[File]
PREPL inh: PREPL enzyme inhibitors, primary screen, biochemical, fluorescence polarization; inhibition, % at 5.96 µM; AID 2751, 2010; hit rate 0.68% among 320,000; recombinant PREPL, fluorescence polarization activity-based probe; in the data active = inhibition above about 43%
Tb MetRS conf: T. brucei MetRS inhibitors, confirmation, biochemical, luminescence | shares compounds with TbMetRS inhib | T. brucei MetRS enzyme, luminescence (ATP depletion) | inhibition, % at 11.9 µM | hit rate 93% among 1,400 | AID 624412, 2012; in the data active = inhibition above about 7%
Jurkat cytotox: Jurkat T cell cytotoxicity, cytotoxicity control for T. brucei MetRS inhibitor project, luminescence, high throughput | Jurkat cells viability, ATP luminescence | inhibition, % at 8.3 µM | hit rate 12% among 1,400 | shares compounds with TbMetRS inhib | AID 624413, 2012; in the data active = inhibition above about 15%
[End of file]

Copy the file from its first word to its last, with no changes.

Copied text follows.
PREPL inh: PREPL enzyme inhibitors, primary screen, biochemical, fluorescence polarization; inhibition, % at 5.96 µM; AID 2751, 2010; hit rate 0.68% among 320,000; recombinant PREPL, fluorescence polarization activity-based probe; in the data active = inhibition above about 43%
Tb MetRS conf: T. brucei MetRS inhibitors, confirmation, biochemical, luminescence | shares compounds with TbMetRS inhib | T. brucei MetRS enzyme, luminescence (ATP depletion) | inhibition, % at 11.9 µM | hit rate 93% among 1,400 | AID 624412, 2012; in the data active = inhibition above about 7%
Jurkat cytotox: Jurkat T cell cytotoxicity, cytotoxicity control for T. brucei MetRS inhibitor project, luminescence, high throughput | Jurkat cells viability, ATP luminescence | inhibition, % at 8.3 µM | hit rate 12% among 1,400 | shares compounds with TbMetRS inhib | AID 624413, 2012; in the data active = inhibition above about 15%